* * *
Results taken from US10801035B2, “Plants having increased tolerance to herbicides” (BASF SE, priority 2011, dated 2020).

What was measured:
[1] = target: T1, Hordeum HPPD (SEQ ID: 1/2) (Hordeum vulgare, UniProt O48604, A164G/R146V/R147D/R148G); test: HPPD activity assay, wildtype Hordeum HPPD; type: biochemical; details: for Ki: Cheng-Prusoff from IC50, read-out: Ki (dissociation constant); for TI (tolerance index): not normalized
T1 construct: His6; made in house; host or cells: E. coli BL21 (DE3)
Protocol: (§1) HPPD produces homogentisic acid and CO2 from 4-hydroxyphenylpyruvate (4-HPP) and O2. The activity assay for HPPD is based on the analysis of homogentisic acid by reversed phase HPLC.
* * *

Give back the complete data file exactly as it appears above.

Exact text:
Results taken from US10801035B2, “Plants having increased tolerance to herbicides” (BASF SE, priority 2011, dated 2020).

What was measured:
[1] = target: T1, Hordeum HPPD (SEQ ID: 1/2) (Hordeum vulgare, UniProt O48604, A164G/R146V/R147D/R148G); test: HPPD activity assay, wildtype Hordeum HPPD; type: biochemical; details: for Ki: Cheng-Prusoff from IC50, read-out: Ki (dissociation constant); for TI (tolerance index): not normalized
T1 construct: His6; made in house; host or cells: E. coli BL21 (DE3)
Protocol: (§1) HPPD produces homogentisic acid and CO2 from 4-hydroxyphenylpyruvate (4-HPP) and O2. The activity assay for HPPD is based on the analysis of homogentisic acid by reversed phase HPLC.